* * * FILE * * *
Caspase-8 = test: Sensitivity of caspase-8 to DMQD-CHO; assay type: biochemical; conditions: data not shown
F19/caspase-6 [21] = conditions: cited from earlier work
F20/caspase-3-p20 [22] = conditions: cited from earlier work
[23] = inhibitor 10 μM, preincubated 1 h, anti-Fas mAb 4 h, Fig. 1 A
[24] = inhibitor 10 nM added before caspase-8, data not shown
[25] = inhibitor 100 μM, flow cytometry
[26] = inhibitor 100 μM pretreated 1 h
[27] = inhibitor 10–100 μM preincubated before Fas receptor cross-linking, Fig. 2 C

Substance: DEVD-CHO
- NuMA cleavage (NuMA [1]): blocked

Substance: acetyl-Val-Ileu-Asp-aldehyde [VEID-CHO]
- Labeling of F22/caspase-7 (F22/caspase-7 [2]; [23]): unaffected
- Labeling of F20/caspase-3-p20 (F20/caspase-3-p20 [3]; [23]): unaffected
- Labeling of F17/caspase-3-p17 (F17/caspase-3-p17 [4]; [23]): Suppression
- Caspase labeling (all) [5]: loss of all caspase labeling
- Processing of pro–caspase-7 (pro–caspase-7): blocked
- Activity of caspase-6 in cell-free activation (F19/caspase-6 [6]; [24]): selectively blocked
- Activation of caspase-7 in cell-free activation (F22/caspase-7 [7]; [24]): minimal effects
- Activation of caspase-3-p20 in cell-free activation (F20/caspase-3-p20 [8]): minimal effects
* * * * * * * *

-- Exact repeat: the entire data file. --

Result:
Caspase-8 = test: Sensitivity of caspase-8 to DMQD-CHO; assay type: biochemical; conditions: data not shown
F19/caspase-6 [21] = conditions: cited from earlier work
F20/caspase-3-p20 [22] = conditions: cited from earlier work
[23] = inhibitor 10 μM, preincubated 1 h, anti-Fas mAb 4 h, Fig. 1 A
[24] = inhibitor 10 nM added before caspase-8, data not shown
[25] = inhibitor 100 μM, flow cytometry
[26] = inhibitor 100 μM pretreated 1 h
[27] = inhibitor 10–100 μM preincubated before Fas receptor cross-linking, Fig. 2 C

Substance: DEVD-CHO
- NuMA cleavage (NuMA [1]): blocked

Substance: acetyl-Val-Ileu-Asp-aldehyde [VEID-CHO]
- Labeling of F22/caspase-7 (F22/caspase-7 [2]; [23]): unaffected
- Labeling of F20/caspase-3-p20 (F20/caspase-3-p20 [3]; [23]): unaffected
- Labeling of F17/caspase-3-p17 (F17/caspase-3-p17 [4]; [23]): Suppression
- Caspase labeling (all) [5]: loss of all caspase labeling
- Processing of pro–caspase-7 (pro–caspase-7): blocked
- Activity of caspase-6 in cell-free activation (F19/caspase-6 [6]; [24]): selectively blocked
- Activation of caspase-7 in cell-free activation (F22/caspase-7 [7]; [24]): minimal effects
- Activation of caspase-3-p20 in cell-free activation (F20/caspase-3-p20 [8]): minimal effects